As a result of the Obama administration’s decision to change the bailout terms, investors, including hedge funds, in Fannie and Freddie’s common and preferred stock, sued. While those suits are wending their way through the courts, the investors — along with affordable housing advocates — have become vocal supporters for reforming Fannie and Freddie and releasing them from conservatorship, which would of course help the value of their stakes.

John Paulson

Since Election Day, the shares of the GSEs have soared some 100%, in large part because John Paulson, whose Paulson Investment Management is an investor in Freddie Mac, was one of Trump’s top economic advisors. As Rick Newman pointed out in Yahoo Finance, the stock price increase might be because other investors think Paulson will be able to get Trump to go his way.

One problem with this conclusion is that rewarding hedge funds seems, on the surface, to be the opposite of the populism that marked Trump’s campaign.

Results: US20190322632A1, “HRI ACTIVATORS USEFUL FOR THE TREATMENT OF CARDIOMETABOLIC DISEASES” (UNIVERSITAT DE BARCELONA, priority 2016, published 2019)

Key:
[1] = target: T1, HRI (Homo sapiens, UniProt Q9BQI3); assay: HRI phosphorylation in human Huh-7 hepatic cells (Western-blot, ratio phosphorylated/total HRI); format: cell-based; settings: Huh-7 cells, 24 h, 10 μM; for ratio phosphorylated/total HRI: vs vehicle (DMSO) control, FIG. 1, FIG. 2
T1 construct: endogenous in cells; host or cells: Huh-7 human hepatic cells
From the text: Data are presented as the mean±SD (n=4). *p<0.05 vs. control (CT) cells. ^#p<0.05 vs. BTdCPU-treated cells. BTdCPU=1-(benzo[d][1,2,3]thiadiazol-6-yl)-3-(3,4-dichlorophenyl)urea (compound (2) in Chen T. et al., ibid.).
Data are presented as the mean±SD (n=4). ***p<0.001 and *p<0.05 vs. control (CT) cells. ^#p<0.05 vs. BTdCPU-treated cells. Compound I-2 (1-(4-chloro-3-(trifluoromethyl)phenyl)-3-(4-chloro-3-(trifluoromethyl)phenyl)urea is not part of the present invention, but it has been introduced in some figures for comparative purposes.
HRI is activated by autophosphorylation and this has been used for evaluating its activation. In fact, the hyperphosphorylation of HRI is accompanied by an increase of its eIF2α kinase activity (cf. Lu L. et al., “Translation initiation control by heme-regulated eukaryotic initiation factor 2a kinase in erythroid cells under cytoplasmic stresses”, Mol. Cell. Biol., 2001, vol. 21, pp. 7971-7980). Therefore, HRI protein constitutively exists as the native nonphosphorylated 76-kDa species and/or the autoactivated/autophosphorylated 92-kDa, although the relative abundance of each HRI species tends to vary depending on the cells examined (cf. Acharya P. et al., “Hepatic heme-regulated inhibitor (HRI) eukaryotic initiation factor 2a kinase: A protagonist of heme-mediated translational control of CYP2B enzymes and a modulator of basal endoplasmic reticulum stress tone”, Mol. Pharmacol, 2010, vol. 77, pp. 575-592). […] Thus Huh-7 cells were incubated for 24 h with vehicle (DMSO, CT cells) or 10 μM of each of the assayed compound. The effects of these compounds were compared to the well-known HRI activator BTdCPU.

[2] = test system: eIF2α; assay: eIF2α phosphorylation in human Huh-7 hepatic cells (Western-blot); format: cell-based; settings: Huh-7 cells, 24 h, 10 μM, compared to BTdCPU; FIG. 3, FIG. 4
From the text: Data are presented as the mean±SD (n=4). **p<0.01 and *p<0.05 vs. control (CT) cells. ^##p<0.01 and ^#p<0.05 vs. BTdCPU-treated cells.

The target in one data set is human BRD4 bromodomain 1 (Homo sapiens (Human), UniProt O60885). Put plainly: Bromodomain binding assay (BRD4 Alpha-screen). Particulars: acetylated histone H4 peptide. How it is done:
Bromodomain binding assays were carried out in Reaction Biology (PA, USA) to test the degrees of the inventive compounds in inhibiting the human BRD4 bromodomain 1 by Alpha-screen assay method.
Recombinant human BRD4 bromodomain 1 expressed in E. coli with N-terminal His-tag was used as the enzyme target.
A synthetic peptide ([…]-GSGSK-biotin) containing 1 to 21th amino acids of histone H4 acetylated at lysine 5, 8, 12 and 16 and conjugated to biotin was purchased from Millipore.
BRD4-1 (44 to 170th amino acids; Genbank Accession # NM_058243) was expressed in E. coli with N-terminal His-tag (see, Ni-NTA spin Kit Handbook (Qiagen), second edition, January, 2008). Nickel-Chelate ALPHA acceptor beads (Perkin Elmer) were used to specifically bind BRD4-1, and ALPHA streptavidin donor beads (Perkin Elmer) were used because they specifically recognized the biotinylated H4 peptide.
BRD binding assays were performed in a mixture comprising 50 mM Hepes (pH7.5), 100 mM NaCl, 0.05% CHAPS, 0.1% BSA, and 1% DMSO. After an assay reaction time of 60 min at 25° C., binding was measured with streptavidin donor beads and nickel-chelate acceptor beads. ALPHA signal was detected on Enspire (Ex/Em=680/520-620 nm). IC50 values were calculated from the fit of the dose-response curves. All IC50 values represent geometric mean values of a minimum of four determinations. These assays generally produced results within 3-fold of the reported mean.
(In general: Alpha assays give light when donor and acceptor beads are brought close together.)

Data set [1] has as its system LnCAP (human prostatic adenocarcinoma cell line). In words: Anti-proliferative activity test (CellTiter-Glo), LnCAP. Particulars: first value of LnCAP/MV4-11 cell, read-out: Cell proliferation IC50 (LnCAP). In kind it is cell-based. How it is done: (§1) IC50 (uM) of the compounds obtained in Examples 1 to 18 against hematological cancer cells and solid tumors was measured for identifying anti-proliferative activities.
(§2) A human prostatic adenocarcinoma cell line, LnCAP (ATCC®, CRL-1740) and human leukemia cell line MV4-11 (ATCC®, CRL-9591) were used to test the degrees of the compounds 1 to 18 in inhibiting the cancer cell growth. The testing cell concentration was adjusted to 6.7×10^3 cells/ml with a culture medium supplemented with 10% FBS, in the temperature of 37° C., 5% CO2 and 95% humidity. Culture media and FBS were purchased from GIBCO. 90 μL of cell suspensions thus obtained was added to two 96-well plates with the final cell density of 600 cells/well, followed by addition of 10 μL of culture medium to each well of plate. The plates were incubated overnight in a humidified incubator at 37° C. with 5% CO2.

But that seeming inconsistency pales in comparison to the far bigger issue. Hensarling’s plan — which initially had the not-so-subtle title “GSE Bailout Elimination and Taxpayer Protection Act” but has been renamed the Protecting American Taxpayers and Homeowners, or PATH, Act — would indeed eliminate Fannie and Freddie, along with almost all government support for the housing market. Some limited assistance for the poor would remain. If made into law, it would render the investors’ positions worthless (barring some truly ugly compromise in which the investors got paid regardless of the fate of the GSEs.) It is precisely the opposite of what Paulson wants.